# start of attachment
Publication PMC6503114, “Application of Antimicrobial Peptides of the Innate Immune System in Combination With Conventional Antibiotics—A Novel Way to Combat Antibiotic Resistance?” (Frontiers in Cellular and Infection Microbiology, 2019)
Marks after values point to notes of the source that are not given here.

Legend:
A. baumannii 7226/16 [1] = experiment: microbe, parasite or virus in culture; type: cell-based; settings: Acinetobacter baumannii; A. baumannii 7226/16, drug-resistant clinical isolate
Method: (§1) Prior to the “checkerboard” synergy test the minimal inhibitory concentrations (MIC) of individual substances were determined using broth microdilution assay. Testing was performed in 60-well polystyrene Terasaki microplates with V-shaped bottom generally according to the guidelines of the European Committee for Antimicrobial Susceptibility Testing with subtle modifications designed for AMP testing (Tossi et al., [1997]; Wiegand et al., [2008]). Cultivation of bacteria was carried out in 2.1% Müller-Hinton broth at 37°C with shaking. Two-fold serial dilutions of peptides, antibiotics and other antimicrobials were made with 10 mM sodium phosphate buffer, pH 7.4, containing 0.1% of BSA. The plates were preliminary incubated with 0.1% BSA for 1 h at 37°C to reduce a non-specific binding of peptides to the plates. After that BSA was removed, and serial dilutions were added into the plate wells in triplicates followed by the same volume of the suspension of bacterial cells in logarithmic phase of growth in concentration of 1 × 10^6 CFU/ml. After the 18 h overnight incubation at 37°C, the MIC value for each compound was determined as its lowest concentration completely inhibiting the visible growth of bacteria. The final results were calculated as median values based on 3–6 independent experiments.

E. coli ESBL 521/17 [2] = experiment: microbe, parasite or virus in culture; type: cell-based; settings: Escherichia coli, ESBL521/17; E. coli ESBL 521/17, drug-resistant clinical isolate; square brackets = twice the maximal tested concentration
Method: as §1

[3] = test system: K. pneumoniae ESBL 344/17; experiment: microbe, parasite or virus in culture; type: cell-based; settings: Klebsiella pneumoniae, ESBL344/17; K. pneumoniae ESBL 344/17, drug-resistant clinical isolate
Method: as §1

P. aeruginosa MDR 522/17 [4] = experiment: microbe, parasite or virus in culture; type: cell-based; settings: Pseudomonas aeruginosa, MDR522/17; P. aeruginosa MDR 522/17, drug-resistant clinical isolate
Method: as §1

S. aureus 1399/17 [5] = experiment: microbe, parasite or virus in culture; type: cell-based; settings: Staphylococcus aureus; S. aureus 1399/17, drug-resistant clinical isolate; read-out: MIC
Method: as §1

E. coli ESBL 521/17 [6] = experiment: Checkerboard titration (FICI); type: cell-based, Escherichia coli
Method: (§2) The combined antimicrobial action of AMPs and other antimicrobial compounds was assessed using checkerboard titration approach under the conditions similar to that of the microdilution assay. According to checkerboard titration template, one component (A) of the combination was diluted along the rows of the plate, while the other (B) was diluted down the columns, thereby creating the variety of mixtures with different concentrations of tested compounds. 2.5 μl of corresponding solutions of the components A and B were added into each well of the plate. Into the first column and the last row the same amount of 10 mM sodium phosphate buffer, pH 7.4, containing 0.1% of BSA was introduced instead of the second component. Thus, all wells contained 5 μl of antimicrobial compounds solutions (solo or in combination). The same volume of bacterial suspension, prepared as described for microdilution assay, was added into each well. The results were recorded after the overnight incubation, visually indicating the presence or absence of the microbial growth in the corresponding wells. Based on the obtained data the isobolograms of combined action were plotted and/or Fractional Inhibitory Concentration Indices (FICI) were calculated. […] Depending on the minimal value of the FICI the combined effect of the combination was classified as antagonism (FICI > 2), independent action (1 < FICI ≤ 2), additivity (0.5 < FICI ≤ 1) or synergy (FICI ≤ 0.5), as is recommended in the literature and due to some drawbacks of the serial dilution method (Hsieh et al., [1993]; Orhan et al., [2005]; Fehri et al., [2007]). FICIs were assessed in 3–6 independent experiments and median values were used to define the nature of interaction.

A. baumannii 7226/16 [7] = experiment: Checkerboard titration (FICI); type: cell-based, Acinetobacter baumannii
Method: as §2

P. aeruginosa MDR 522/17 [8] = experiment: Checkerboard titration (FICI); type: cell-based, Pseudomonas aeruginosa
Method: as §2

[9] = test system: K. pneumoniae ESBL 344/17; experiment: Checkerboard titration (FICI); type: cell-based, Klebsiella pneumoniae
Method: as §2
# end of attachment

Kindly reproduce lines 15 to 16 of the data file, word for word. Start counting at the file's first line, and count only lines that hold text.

Method: (§2) The combined antimicrobial action of AMPs and other antimicrobial compounds was assessed using checkerboard titration approach under the conditions similar to that of the microdilution assay. According to checkerboard titration template, one component (A) of the combination was diluted along the rows of the plate, while the other (B) was diluted down the columns, thereby creating the variety of mixtures with different concentrations of tested compounds. 2.5 μl of corresponding solutions of the components A and B were added into each well of the plate. Into the first column and the last row the same amount of 10 mM sodium phosphate buffer, pH 7.4, containing 0.1% of BSA was introduced instead of the second component. Thus, all wells contained 5 μl of antimicrobial compounds solutions (solo or in combination). The same volume of bacterial suspension, prepared as described for microdilution assay, was added into each well. The results were recorded after the overnight incubation, visually indicating the presence or absence of the microbial growth in the corresponding wells. Based on the obtained data the isobolograms of combined action were plotted and/or Fractional Inhibitory Concentration Indices (FICI) were calculated. […] Depending on the minimal value of the FICI the combined effect of the combination was classified as antagonism (FICI > 2), independent action (1 < FICI ≤ 2), additivity (0.5 < FICI ≤ 1) or synergy (FICI ≤ 0.5), as is recommended in the literature and due to some drawbacks of the serial dilution method (Hsieh et al., [1993]; Orhan et al., [2005]; Fehri et al., [2007]). FICIs were assessed in 3–6 independent experiments and median values were used to define the nature of interaction.

A. baumannii 7226/16 [7] = experiment: Checkerboard titration (FICI); type: cell-based, Acinetobacter baumannii